In terms of things you don’t want happening at your 16th birthday party, a torrent of human poo raining down from the sky is pretty high on the list.
Sadly for Jacinda Cambra, that’s exactly what she seems to have got.
The Pennsylvanian teenager was celebrating with her family and friends when an overhead plane is believed to have deposited a lumpy spray of suspected human waste over the proceedings.
Her stepfather Joe Cambray told Fox: “Out of nowhere, from the sky, comes a bunch of feces!”
Happy Birthday Jacinda! (Now take cover...)
As poo showered loudly onto a canvas garden canopy and coated exposed furniture – including a baby's high chair, Cambray grabbed a hose in an attempt to wash off the detritus.
His sister Kristie Rogy told the channel: “We just got done with cake, thank God, we took the cake back in, because within two minutes, something fell from the sky, it was brown, it was everywhere, it got on everything.”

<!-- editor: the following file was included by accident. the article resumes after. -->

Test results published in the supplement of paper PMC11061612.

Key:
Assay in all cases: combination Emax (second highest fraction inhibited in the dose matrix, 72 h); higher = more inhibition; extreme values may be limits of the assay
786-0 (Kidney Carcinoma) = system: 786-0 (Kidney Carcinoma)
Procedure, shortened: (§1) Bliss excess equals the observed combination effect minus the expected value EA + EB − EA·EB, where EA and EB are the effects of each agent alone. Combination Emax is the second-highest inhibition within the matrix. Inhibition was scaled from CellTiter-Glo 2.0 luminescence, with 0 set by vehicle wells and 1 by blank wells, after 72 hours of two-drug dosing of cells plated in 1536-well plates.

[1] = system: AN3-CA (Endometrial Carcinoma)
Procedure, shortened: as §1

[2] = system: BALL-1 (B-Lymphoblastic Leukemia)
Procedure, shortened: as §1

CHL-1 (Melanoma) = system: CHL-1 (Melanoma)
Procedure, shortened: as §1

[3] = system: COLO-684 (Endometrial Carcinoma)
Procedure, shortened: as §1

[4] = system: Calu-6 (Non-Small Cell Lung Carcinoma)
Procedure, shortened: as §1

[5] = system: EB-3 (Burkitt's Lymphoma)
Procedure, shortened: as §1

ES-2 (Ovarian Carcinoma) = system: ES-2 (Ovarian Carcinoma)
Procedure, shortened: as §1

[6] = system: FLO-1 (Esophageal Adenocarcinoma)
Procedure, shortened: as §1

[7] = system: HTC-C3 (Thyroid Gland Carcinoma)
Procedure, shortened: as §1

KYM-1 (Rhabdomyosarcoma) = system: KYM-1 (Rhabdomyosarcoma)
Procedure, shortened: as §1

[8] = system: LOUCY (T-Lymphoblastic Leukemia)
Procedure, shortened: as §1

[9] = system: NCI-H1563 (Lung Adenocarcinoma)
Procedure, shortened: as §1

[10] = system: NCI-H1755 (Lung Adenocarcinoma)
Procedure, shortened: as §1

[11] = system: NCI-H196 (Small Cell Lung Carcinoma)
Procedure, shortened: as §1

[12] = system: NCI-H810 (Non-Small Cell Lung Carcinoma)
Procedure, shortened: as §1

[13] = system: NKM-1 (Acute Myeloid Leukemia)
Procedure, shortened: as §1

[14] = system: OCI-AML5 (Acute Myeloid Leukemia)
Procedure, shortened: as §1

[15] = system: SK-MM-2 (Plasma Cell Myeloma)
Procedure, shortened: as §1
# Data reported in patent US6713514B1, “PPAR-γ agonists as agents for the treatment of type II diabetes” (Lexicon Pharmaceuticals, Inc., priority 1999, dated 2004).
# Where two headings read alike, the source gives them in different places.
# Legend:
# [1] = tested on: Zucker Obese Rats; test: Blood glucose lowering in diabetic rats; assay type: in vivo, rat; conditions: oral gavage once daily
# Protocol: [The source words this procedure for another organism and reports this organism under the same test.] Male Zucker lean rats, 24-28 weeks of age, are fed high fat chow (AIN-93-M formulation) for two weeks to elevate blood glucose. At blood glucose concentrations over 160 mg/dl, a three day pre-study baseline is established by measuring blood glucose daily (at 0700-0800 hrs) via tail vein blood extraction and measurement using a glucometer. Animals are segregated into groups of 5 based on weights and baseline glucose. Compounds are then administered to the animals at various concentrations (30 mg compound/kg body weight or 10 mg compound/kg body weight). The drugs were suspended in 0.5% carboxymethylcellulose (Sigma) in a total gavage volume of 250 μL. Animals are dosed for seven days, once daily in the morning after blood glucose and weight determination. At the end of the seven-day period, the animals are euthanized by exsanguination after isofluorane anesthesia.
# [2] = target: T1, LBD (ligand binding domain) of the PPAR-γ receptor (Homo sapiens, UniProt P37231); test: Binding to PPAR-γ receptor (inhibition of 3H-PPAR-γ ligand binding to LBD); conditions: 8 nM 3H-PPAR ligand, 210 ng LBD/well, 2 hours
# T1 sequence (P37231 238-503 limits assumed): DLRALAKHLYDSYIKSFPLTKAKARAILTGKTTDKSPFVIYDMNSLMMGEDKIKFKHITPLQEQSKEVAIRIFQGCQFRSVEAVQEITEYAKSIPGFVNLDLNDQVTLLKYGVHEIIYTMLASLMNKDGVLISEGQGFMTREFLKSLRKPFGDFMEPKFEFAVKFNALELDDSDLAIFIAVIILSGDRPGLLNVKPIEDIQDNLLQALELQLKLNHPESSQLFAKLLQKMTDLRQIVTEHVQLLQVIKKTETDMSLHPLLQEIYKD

Her son Donovan exclaimed: “I was eating cake and then I just heard a big splat!”
Using a phone app, Rogy discovered there were five planes flying overhead at the time of the brown storm.
The incident is being investigated by the Federal Aviation Authority (FAA), which states lavatory waste may only be removed from an aircraft when it is on the ground, claiming the usual culprits behind fly-by pooings are flocks migratory birds.
Yet airborne poo problems are reported with some frequency.
In 2012, a New York couple said they were splattered with airborne waste from an airplane as it flew overhead.
In 2013, a woman in Britain reported that a frozen chunk of waste had crashed through her roof.
Last year, a New Zealand woman whose home was pelted with what she says was human waste from an airplane was furious when the country's Civil Aviation Administration tried to blame the mess on ducks.
"I fought it hard. We got tests done that proved it was human matter and even at that point the CAA still kicked their heels in, they wouldn't have a bar of it," the dumping victim, who did not want to be named, told The New Zealand Herald.